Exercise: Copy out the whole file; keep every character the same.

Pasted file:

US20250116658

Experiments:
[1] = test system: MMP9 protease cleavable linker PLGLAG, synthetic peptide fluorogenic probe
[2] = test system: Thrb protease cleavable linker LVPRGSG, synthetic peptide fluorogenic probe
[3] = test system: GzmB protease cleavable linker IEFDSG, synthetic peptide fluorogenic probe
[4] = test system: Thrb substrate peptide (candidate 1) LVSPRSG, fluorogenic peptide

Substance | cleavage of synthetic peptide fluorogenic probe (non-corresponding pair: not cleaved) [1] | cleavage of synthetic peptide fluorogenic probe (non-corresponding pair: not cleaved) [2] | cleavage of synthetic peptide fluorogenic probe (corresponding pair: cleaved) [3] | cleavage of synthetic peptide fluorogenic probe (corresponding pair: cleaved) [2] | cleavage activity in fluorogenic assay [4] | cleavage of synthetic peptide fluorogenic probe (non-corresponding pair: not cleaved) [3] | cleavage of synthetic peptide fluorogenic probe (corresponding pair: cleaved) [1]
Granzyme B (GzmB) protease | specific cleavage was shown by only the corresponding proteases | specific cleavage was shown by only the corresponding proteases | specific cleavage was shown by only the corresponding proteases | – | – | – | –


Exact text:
US20250116658

Experiments:
[1] = test system: MMP9 protease cleavable linker PLGLAG, synthetic peptide fluorogenic probe
[2] = test system: Thrb protease cleavable linker LVPRGSG, synthetic peptide fluorogenic probe
[3] = test system: GzmB protease cleavable linker IEFDSG, synthetic peptide fluorogenic probe
[4] = test system: Thrb substrate peptide (candidate 1) LVSPRSG, fluorogenic peptide

Substance | cleavage of synthetic peptide fluorogenic probe (non-corresponding pair: not cleaved) [1] | cleavage of synthetic peptide fluorogenic probe (non-corresponding pair: not cleaved) [2] | cleavage of synthetic peptide fluorogenic probe (corresponding pair: cleaved) [3] | cleavage of synthetic peptide fluorogenic probe (corresponding pair: cleaved) [2] | cleavage activity in fluorogenic assay [4] | cleavage of synthetic peptide fluorogenic probe (non-corresponding pair: not cleaved) [3] | cleavage of synthetic peptide fluorogenic probe (corresponding pair: cleaved) [1]
Granzyme B (GzmB) protease | specific cleavage was shown by only the corresponding proteases | specific cleavage was shown by only the corresponding proteases | specific cleavage was shown by only the corresponding proteases | – | – | – | –